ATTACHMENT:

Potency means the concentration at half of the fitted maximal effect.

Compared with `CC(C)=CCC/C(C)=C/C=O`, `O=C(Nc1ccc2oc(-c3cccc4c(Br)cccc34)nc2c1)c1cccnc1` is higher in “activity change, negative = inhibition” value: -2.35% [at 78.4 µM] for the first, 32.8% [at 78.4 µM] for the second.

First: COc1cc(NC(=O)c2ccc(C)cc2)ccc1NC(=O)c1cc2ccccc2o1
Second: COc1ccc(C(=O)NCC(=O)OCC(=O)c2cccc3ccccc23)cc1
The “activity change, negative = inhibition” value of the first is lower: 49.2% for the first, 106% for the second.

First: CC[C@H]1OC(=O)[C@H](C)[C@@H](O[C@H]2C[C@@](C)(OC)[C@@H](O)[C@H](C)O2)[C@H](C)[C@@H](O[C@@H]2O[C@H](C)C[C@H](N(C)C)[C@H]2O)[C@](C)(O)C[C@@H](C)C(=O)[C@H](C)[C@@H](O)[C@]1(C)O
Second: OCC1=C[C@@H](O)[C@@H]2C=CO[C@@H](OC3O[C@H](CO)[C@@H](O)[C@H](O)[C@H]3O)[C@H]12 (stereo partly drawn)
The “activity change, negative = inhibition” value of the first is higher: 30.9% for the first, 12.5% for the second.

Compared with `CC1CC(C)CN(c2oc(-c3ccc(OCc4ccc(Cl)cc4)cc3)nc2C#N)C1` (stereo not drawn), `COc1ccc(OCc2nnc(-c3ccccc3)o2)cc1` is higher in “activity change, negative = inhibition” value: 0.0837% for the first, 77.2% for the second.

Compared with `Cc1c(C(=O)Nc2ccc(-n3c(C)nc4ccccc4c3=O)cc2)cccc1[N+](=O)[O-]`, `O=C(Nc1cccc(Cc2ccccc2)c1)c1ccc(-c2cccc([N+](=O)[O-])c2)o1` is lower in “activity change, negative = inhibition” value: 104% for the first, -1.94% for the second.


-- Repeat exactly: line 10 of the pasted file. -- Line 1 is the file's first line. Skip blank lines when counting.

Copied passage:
Compared with `Cc1c(C(=O)Nc2ccc(-n3c(C)nc4ccccc4c3=O)cc2)cccc1[N+](=O)[O-]`, `O=C(Nc1cccc(Cc2ccccc2)c1)c1ccc(-c2cccc([N+](=O)[O-])c2)o1` is lower in “activity change, negative = inhibition” value: 104% for the first, -1.94% for the second.